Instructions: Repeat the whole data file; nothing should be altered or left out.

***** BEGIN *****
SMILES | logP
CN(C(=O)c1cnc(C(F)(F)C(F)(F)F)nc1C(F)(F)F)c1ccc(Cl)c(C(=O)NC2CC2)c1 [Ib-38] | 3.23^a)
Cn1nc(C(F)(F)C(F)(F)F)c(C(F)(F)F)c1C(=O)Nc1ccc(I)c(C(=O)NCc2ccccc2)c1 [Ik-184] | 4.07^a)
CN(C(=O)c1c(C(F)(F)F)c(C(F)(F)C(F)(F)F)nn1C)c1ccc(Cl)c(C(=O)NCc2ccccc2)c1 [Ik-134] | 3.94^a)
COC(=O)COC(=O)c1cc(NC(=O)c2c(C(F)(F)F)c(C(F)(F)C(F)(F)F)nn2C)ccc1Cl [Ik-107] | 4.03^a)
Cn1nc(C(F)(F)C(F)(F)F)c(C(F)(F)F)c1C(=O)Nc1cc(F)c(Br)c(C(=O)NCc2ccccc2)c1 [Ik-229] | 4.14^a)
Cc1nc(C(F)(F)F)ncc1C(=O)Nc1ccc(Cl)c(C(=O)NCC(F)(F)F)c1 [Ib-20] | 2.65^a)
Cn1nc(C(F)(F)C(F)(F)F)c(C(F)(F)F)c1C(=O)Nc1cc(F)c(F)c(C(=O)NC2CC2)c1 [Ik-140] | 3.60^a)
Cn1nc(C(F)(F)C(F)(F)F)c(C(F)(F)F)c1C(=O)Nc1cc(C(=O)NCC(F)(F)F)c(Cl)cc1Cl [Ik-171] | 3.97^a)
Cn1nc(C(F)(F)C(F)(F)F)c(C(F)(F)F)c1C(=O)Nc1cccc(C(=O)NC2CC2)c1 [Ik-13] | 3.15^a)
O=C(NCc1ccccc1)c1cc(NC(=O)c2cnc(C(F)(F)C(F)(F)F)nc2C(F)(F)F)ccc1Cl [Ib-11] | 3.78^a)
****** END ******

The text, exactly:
SMILES | logP
CN(C(=O)c1cnc(C(F)(F)C(F)(F)F)nc1C(F)(F)F)c1ccc(Cl)c(C(=O)NC2CC2)c1 [Ib-38] | 3.23^a)
Cn1nc(C(F)(F)C(F)(F)F)c(C(F)(F)F)c1C(=O)Nc1ccc(I)c(C(=O)NCc2ccccc2)c1 [Ik-184] | 4.07^a)
CN(C(=O)c1c(C(F)(F)F)c(C(F)(F)C(F)(F)F)nn1C)c1ccc(Cl)c(C(=O)NCc2ccccc2)c1 [Ik-134] | 3.94^a)
COC(=O)COC(=O)c1cc(NC(=O)c2c(C(F)(F)F)c(C(F)(F)C(F)(F)F)nn2C)ccc1Cl [Ik-107] | 4.03^a)
Cn1nc(C(F)(F)C(F)(F)F)c(C(F)(F)F)c1C(=O)Nc1cc(F)c(Br)c(C(=O)NCc2ccccc2)c1 [Ik-229] | 4.14^a)
Cc1nc(C(F)(F)F)ncc1C(=O)Nc1ccc(Cl)c(C(=O)NCC(F)(F)F)c1 [Ib-20] | 2.65^a)
Cn1nc(C(F)(F)C(F)(F)F)c(C(F)(F)F)c1C(=O)Nc1cc(F)c(F)c(C(=O)NC2CC2)c1 [Ik-140] | 3.60^a)
Cn1nc(C(F)(F)C(F)(F)F)c(C(F)(F)F)c1C(=O)Nc1cc(C(=O)NCC(F)(F)F)c(Cl)cc1Cl [Ik-171] | 3.97^a)
Cn1nc(C(F)(F)C(F)(F)F)c(C(F)(F)F)c1C(=O)Nc1cccc(C(=O)NC2CC2)c1 [Ik-13] | 3.15^a)
O=C(NCc1ccccc1)c1cc(NC(=O)c2cnc(C(F)(F)C(F)(F)F)nc2C(F)(F)F)ccc1Cl [Ib-11] | 3.78^a)